Thursday, November 8, 2012
Scrambled eggs therapy for kids with special needs
Max wants to make breakfast today, scrambled eggs. As always, I'm excited. It's not just scrambled eggs, it's an event.
"How many eggs?" I ask. Three, Max says. His apron: the Lightning McQueen costume he's been living in since we got it for Halloween. I help him crack a few eggs into a bowl. He opens a drawer to get a spoon but has trouble grasping it so I grab one for him and wrap his fingers around it. We have spoons with foam tubing that are easier to hold but lately Max is all I want to use the same spoons you guys use, and so we let him. Heck, at least someone in this house wants to cook.
Max starts stirring with gusto and yolk splatters onto the counter. "Slow it down, Max," I say, and he does. Pam spritzed on the skillet, I turn on the gas and when we hear a sizzling sound, I pour in the eggs. Max grabs a spatula and starts mixing, Dave standing guard.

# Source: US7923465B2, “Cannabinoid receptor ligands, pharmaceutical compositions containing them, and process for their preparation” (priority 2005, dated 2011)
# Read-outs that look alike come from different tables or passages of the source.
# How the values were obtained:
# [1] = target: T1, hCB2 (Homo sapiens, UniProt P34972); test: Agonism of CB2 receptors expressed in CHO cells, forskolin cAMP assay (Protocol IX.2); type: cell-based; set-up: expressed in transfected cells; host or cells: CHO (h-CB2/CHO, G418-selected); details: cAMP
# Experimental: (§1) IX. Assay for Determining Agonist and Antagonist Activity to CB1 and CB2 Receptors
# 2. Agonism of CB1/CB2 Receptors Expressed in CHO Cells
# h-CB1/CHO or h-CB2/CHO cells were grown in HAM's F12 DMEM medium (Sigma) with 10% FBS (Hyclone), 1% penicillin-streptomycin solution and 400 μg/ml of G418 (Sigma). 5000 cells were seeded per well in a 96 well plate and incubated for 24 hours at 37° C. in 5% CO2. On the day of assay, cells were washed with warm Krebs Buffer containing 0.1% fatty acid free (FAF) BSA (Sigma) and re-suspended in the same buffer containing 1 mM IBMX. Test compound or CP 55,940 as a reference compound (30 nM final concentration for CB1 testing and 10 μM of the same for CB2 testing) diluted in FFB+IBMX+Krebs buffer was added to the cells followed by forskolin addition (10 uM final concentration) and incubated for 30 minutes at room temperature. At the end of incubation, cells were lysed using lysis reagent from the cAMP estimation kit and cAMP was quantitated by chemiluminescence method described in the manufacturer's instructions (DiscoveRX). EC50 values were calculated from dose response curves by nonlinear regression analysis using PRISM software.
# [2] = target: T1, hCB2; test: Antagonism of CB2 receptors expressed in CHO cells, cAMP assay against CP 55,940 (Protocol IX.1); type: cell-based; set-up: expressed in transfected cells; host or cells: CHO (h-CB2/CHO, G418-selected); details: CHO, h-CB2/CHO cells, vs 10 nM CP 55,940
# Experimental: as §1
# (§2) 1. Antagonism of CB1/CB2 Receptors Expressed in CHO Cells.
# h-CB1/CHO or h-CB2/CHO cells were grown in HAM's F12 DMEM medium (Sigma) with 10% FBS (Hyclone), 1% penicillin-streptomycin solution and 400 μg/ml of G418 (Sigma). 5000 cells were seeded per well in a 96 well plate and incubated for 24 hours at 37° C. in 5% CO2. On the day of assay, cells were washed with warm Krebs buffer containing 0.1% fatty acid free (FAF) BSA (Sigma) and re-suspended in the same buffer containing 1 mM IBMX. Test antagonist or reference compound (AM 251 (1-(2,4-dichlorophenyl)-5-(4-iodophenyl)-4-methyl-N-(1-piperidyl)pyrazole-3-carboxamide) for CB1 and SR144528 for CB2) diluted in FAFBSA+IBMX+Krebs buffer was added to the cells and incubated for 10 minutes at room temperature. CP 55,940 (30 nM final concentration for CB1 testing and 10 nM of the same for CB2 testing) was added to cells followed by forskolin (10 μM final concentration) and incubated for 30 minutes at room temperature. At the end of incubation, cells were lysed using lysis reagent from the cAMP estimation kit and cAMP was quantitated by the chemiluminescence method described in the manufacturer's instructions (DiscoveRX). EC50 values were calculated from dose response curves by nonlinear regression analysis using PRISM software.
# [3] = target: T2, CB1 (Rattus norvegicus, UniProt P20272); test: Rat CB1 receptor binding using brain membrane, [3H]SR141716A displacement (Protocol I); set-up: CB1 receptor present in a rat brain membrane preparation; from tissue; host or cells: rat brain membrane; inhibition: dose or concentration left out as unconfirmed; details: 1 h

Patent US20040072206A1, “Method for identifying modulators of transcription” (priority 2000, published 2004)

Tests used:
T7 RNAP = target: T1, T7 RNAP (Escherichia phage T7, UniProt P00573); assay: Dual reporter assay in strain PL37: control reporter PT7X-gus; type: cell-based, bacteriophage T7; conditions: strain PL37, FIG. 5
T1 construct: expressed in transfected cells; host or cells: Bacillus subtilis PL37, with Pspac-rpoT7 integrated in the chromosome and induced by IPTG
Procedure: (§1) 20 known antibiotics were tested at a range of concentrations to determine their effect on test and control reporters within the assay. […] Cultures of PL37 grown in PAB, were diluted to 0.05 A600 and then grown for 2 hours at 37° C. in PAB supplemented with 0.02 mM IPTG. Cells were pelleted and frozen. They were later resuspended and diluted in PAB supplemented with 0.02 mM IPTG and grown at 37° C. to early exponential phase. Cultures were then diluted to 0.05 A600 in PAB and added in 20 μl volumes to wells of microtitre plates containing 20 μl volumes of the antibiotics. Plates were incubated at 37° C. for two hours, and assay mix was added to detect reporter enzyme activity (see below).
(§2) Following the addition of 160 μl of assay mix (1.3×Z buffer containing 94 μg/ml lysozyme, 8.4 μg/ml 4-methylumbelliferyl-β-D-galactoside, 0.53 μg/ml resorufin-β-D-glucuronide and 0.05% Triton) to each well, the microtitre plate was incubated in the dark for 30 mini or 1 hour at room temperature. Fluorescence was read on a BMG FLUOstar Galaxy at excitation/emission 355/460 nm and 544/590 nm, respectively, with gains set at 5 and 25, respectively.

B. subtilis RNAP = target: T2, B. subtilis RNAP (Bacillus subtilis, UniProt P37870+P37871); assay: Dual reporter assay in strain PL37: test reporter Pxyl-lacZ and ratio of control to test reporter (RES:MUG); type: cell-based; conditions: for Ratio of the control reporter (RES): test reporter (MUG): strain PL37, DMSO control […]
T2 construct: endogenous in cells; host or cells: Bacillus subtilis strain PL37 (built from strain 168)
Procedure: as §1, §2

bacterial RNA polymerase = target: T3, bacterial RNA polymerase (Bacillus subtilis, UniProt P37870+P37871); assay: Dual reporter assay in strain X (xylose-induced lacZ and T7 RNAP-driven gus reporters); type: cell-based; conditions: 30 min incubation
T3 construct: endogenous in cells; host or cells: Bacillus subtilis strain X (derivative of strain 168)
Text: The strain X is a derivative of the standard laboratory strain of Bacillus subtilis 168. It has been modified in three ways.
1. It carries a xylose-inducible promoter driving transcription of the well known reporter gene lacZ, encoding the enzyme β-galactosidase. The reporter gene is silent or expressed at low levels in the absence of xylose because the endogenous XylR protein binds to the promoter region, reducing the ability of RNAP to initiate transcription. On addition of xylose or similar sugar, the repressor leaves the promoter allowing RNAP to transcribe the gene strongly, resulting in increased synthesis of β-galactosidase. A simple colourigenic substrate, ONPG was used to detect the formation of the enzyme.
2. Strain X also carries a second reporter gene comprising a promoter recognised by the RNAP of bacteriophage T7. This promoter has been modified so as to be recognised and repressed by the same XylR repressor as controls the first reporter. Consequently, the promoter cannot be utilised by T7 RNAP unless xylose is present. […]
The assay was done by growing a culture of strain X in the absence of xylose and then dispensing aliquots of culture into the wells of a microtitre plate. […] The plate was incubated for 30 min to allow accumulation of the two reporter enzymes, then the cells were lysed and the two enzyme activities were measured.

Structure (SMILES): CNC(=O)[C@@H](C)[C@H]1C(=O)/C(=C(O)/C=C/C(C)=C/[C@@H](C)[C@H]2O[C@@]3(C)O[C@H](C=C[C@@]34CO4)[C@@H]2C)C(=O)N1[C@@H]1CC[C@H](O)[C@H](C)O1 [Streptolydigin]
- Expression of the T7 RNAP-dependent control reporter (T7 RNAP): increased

I get a little nervous with Max close to the hot stove, but Dave is diligent and Max himself is very aware that he needs to be careful. Scrambled eggs therapy is worth it. First, there's the fine-motor skill workout—grasping, stirring, scraping. Anything that gets Max's hands and fingers moving is A Good Thing. There's also the confidence factor; Max is always so proud when he's fixed food for himself. There's an independence factor, too; we're always trying to get Max to do things on his own—breaking the codependency isn't easy. So many activities are a struggle for him and he needs to know that, yes, he can do stuff on his own.
And then, there's the miracle factor: Every single time I see this scene, and I mean every single time, I am awed. Watching Max make scrambled eggs is therapy for me, too, a reminder that he's come a long way from that time when the doctor at the hospital asked if we wanted to sign a Do Not Resuscitate.
"Hey, Max, can I have some?" I ask, half-jokingly, because I know what he's going to say.
"Noooooo! Mine!" he responds, smiling. Gotta work on the sharing thing.
Once Eggs a la Max are done, Dave plops them onto a plate. "Eh-uh!" Max reminds me. I pluck the ketchup from the fridge and pour it on like a smiley face, and he happily digs in.
And that is what we call a breakfast of champions at our house.